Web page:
Ocean Multi-Uses in the Northern Bay of Biscay (France) 

Minimizing conflicts while reaching sustainability in a shifting maritime economy

Overview

The Bay of Biscay is an active region for France’s maritime economy, home to small-scale fisheries, aquaculture, sea salt harvesting, naval bases, ship yards and maritime transport. These activities have historically shaped local communities' identities, landscapes, as well as rural areas and coastal cities located all along the Atlantic coast. In the last decades, the maritime economy of the study area has undergone significant changes. On one hand, some of the well-established sectors such as the fishing, aquaculture and shipbuilding industries have shown signs of weakness, despite their important political weight. On the other hand, seasonal tourism between late spring and early autumn has become a major economic driver. Additionally, new ocean uses are gradually emerging. For example, by 2023 the northern Bay of Biscay is supposed to host two of the six offshore wind farms already planned in France.

Impacts

These shifts in the region’s maritime economy often leads to mistrust and sometimes to antagonisms between marine stakeholders, but rarely to cooperation. Tourism development, diversification and expansion within the Bay’s waters can generate opportunities, but also puts seasonal pressures on other activities. Although some fishers sought alternative sources of income due to quotas reductions and fish stocks decline, most of them remained indifferent to tourism. In the Bay of Biscay, states of fish stocks are constantly improving: 35% are still over-fished and depleted in 2018 (compared to 45% in 2000), but 44% are ever sustainably exploited or are recovering (compared to 18% in 2000) (Biseau, 2020 (web-link)).

France is looking increasingly offshore for space to achieve ambitious renewable energy targets (i.e. 2.4 GW in 2023 and 5 GW in 2028 for the offshore wind energy, according to the 2015-992 French Energy Transition Law). This leads to a number of uncertainties regarding impacts and risks, which need to be addressed to foster public acceptance of offshore wind farms, while ensuring existing uses are not pushed out. In recent years, some fishers and local environmental NGOs voiced opposition of the offshore wind energy projects. This has led the authorities to develop acceptability strategies to manage arising conflicts. In particular, several mechanisms such as territorial compensation, establishment of participatory processes, local taxation, etc. are used to push projects forward (Oiry, 2017 (web-link)).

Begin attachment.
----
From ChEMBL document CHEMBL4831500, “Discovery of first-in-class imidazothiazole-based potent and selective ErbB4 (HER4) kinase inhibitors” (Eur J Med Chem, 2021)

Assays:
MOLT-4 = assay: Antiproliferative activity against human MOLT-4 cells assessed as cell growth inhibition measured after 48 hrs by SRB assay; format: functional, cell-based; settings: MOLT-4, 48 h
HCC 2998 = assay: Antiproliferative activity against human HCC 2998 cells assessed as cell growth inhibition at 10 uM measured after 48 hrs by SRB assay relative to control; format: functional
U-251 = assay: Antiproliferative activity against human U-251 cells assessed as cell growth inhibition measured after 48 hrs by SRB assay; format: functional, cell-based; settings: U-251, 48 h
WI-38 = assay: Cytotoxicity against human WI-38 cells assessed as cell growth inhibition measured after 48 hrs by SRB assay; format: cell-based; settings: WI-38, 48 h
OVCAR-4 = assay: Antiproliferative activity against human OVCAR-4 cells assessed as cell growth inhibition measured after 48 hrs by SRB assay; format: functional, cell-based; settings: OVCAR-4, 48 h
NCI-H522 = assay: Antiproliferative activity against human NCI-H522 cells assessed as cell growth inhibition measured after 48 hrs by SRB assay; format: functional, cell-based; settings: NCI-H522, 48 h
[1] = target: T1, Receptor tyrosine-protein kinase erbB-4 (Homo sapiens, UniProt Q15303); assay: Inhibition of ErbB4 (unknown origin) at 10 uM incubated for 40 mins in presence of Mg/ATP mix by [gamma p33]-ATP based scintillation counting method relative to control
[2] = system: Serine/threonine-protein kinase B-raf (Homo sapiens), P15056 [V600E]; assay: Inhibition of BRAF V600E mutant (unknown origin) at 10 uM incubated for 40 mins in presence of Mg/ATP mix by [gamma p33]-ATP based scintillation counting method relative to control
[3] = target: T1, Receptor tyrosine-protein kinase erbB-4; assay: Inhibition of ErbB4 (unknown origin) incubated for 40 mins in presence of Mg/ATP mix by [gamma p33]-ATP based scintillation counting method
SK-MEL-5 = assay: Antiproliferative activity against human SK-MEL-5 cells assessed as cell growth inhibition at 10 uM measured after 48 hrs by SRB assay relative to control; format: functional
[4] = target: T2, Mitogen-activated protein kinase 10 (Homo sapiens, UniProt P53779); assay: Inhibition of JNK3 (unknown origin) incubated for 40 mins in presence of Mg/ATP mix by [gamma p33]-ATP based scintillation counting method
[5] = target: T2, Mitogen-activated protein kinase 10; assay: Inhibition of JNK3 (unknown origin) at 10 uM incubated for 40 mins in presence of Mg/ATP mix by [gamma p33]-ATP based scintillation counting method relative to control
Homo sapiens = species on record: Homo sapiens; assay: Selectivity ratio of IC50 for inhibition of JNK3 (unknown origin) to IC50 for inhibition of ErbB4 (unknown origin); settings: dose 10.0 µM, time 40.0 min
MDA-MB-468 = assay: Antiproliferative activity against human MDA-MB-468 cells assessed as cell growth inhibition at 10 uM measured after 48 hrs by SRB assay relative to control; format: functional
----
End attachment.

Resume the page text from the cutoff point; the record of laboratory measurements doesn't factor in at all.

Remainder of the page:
Multi-Use Opportunities 

However, ocean multi-use strategies promoting synergies between marine uses and users could be more efficient at reducing conflicts while addressing sustainability. The regional maritime business and research communities have a high interest in exploring how the multi-use concept can be integrated into the region’s transforming maritime economy. Local industries, planners and regulators have some engagement with multi-use among existing uses, but questions remain regarding introduction of new uses. Indeed, national and regional planning processes as well as marine renewable energy promoters are those who would much benefit from advances achieved by multi-use solutions. Still, some other users - such as fishers in the case of floating wind turbines and aquaculture farmers in the case of grounded and floating wind parks.


Major challenges to be addressed by this case study include:


Can uses be combined to mitigate impacts from declines in one industry (e.g. fisheries) while addressing seasonality conflicts?

Can multi-use solutions be developed which address current limiting factors (e.g. harsh environmental conditions) to expansion of existing uses?

How can regulatory and public confidence in the multi-use concept be built as a new maritime use (e.g. offshore wind) is introduced to the region?